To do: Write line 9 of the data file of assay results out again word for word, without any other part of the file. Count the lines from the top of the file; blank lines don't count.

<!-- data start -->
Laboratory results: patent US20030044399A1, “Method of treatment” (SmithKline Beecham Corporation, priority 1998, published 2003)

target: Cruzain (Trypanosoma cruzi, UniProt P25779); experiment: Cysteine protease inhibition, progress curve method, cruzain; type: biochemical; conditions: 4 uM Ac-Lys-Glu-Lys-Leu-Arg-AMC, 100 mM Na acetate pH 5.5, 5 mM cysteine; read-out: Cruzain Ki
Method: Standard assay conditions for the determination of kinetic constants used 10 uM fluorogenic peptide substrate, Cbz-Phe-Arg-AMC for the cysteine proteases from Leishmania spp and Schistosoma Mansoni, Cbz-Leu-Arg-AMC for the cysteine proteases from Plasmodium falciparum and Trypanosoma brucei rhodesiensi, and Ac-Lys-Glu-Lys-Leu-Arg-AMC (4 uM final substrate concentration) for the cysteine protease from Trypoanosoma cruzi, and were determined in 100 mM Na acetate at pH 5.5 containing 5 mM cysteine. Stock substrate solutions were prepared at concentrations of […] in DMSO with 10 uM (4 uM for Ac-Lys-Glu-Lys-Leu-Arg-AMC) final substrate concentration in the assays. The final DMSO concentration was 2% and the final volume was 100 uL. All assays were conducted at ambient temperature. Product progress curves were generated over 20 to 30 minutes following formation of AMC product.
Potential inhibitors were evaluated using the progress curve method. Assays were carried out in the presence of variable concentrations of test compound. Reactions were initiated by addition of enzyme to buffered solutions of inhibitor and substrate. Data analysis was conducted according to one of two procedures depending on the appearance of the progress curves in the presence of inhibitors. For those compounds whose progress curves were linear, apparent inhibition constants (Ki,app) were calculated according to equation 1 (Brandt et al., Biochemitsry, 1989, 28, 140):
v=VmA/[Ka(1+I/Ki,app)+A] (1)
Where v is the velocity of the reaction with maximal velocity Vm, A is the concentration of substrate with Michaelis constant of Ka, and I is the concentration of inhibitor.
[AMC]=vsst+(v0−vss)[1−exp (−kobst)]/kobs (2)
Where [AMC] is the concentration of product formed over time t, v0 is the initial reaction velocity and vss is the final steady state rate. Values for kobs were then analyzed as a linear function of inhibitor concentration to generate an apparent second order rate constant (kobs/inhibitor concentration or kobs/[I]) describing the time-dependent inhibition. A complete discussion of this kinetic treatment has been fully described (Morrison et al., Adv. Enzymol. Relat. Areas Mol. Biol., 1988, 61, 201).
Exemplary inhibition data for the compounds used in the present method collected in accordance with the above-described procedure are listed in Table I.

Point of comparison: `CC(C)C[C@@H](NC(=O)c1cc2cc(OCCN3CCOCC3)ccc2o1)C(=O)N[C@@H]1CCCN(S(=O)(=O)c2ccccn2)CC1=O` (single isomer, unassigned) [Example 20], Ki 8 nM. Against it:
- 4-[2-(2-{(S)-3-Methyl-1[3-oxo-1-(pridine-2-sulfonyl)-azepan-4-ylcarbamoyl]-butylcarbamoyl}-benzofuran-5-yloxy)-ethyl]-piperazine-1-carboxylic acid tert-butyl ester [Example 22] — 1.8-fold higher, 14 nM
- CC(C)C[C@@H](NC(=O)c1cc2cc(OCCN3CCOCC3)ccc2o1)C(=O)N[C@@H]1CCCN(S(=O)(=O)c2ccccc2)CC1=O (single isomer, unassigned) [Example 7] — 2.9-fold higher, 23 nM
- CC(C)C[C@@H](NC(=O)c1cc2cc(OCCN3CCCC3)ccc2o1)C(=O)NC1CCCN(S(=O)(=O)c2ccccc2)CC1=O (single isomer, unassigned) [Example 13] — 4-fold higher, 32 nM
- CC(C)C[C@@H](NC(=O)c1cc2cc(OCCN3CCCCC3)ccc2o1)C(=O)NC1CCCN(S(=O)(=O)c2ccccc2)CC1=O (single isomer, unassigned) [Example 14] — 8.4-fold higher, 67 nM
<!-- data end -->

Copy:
Exemplary inhibition data for the compounds used in the present method collected in accordance with the above-described procedure are listed in Table I.